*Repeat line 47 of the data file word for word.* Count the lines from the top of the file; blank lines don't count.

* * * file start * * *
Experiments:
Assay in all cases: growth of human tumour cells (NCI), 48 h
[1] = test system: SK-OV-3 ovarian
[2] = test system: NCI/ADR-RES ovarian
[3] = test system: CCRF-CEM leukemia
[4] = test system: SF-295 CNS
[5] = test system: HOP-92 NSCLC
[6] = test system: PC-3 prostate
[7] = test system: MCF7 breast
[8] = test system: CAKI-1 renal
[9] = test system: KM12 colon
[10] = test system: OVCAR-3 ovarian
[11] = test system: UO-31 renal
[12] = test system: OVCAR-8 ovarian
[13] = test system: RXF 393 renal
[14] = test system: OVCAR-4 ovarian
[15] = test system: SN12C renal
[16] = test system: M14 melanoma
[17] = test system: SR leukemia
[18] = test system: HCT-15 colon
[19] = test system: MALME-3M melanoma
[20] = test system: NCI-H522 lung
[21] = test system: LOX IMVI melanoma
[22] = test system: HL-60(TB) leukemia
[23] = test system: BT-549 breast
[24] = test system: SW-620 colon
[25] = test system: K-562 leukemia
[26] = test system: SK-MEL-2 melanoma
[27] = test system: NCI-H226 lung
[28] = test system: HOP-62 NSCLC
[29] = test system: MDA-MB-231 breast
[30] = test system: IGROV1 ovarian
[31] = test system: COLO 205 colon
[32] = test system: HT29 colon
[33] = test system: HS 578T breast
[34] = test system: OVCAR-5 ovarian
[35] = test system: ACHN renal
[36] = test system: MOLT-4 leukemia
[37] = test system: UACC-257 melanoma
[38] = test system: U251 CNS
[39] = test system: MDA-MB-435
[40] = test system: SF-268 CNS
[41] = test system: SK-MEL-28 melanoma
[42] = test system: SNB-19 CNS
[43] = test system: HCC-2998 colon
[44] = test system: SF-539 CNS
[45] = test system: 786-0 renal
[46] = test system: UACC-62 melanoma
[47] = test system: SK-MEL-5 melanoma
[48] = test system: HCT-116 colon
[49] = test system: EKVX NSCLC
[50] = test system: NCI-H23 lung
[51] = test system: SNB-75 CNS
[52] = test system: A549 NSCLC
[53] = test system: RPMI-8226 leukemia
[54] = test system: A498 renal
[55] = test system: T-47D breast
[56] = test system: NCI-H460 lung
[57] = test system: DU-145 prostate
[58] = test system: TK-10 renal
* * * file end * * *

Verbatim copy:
[45] = test system: 786-0 renal